“WHAT’S THE CARBON CONTENT OF YOUR FOOD?”: DEVELOPMENT OF AN INTERACTIVE ONLINE FOODPRINT SIMULATOR
Free (open access)
123 - 132
KHADIJA BENIS, WALEED ALHAYAZA, ADNAN ALSAATI, CHRISTOPH REINHART
As part of their sustainability agendas, cities are promoting urban food production as a means to reduce the demand for agricultural land elsewhere and shorten food miles. However, from an environmental sustainability standpoint, some assessments have shown that increasing self-sufficiency through local production for certain crops is not necessarily more sustainable than the current practice of importing them. Therefore, in addition to quantifying the potential for food self-sufficiency of cities through urban agriculture, there is a need to assess whether such scenarios are indeed more resource efficient than existing supply chains. For that purpose, a fundamental step in the sustainability assessment of alternative local food supply practices is the assessment of existing supply chains, to be used as baseline scenarios of the analysis. In our previous work, we referred to these baseline scenarios as “Urban Foodprints” (UF), a concept that expresses resource consumption and environmental impacts associated with the urban food system, from agricultural production to distribution and consumption. The very first step in building the UF of a given city is collecting information on its actual food demand, which is oftentimes a challenging task due to the scarcity of reliable data sources on food consumption. To fill this gap, this paper presents the development of an online food intake survey that collects a detailed snapshot of the self-reported dietary habits of respondents and probes to what extent their consumption choices are guided by sustainability concerns. By providing respondents with an individualized carbon content analysis of their food intake upon survey completion, this study further aims to raise awareness on the environmental impacts of our food choices as well as which food choices are most impactful.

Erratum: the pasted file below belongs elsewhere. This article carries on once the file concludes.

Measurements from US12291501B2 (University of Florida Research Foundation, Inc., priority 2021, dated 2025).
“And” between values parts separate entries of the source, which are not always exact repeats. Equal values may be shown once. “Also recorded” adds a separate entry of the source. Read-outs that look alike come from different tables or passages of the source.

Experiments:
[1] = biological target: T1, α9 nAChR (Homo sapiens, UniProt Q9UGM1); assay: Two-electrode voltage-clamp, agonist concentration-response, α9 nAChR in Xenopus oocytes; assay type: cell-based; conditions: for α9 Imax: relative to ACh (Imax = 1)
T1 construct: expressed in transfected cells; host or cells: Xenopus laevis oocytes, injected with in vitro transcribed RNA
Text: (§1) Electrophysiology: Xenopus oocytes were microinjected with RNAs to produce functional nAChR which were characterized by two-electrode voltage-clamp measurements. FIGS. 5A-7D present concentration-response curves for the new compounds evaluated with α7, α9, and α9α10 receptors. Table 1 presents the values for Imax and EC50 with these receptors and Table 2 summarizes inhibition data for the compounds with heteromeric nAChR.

survey, food consumption, food system, environmental impacts, urban foodprint